Suicide and Mesothelioma
Throughout the twentieth century, the goal of cancer therapy was to cure the patient at any financial, physical, and mental cost. This approach often subjected patients to rigorous treatments (like chemotherapy), straining patients already at their most vulnerable. A subsequent lack of mental health care and increasing unmanaged distress resulted in climbing suicide rates among cancer patients.
Overall, the risk of suicide is two to four times greater among individuals diagnosed. A study of suicide among cancer patients shows that cancers with poorer prognoses tend to have higher rates of suicide. For instance, lung and pancreatic cancers have some of the highest rates of suicidality. A diagnosis of mesothelioma increases a person’s suicide risk by approximately 450 percent.
Recognizing the warnings signs of suicide in mesothelioma patients can help prevent these deaths. Patients with good mental health also tend to tolerate treatment better than those suffering from depression, anxiety, and other psychiatric disorders.
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Which Patients Are at Risk of Suicide?
A study of more than eight million cancer patients revealed that most suicides occurred among those who were male (83 percent) and white (92 percent). Unmarried patients are also at higher risk compared to married patients.
The study also showed that for patients over 50 years old, suicide was the greatest risk among cancers with poorer prognoses (such as lung, prostate, colon, and rectal cancers). Because mesothelioma is an aggressive form of cancer that is usually caught after it has spread, those who are diagnosed are at higher risk for suicide compared to other cancers.
Some risk factors for suicide are cancer-specific, while others are common factors that can significantly increase any person’s risk of suicide.
Cancer-specific suicide risk factors include:
- Advanced, unresectable cancers
- Diagnosis of certain cancers
- Feeling a loss of purpose or dignity
- Feeling like a burden
- Lack of social support
- Less than one year since diagnosis
- Loss of independence
- Physical debility
- Previous suicide attempts
- Severe side effects
- Survivor of adolescent cancer
General risk factors for suicide include:
- Aggressive tendencies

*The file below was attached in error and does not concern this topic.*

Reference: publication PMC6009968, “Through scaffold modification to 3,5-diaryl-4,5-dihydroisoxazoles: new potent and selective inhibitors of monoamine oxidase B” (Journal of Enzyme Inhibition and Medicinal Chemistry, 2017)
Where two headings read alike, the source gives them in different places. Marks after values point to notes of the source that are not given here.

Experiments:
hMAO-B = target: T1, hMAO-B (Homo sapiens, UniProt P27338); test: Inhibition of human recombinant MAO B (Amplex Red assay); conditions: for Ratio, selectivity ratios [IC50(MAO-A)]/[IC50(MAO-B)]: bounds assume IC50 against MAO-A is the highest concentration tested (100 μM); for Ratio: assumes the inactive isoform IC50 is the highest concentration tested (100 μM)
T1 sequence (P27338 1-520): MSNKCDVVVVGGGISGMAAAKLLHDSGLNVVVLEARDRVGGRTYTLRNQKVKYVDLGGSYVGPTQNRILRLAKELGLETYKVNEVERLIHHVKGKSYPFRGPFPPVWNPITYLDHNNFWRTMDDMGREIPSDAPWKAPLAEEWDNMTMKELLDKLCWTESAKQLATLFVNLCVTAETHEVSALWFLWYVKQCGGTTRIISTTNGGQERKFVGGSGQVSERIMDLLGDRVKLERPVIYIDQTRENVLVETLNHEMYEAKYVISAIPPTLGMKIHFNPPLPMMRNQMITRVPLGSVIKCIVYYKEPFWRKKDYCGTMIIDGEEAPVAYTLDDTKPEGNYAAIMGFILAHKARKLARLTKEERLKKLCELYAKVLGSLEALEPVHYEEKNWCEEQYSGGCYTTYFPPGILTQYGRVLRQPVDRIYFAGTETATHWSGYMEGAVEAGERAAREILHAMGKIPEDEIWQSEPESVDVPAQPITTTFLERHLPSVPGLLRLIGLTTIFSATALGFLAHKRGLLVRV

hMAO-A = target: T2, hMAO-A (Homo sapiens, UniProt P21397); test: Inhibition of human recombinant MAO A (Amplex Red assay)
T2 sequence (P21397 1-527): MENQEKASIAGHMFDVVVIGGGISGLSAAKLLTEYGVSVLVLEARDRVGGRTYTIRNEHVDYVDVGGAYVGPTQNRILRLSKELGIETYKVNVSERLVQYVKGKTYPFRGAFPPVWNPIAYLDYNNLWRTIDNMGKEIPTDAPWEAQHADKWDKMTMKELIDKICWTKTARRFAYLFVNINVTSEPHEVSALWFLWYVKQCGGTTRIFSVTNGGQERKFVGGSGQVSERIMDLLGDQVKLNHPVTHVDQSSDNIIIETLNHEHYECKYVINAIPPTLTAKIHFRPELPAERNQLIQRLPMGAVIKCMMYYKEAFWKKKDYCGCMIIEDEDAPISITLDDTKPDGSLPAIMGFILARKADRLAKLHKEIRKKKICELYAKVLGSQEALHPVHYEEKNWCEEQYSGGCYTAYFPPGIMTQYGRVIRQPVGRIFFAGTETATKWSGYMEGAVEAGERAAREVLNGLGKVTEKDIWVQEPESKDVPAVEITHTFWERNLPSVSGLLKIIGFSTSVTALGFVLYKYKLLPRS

- Alcohol or substance abuse
- Barriers to accessing health care
- Depression or anxiety
- Family history of suicide
- Psychiatric care history
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5 Warning Signs
Family, friends, and an individual’s cancer care team can work together in recognizing the warning signs of suicide. Those closest to the person are the best equipped to spot changes in behavior and help the person get psychiatric help. Use the five warning signs for suicide below and trust your intuition if something seems wrong – even if there are no clear warning signs.
- The person talks about how he or she would carry out suicide.
- The person starts to give away important, personal items.
- The person engages in risky and dangerous behaviors (like reckless driving or refusing to take medicine).
- After being depressed or moody, the person suddenly acts calm, content, or happy.
- The person withdraws from relationships, talking about guilts, shame, and burdens frequently.
Steps to Prevent Suicide
The first step in preventing a loved one from attempting suicide is being aware of the warning signs. The following steps can offer further assistance in not only saving a life but helping a suffering individual find relief through mental health care.
- Ask the person about their recent depressed mood and if they’re considering suicide.
- Don’t be afraid to ask for help if you think your loved one is in danger of hurting themselves.
- Don’t judge the person for mood swings or forgetfulness.
- Don’t leave the person alone.
- Keep weapons locked or out of reach, when possible.
- Listen to the person vent and express their feelings.
- Openly show your love for the person and let them know how much they mean.
- Seek professional help if your loved one exhibits warning signs of suicide.
- Share your concerns with the person and your loved ones.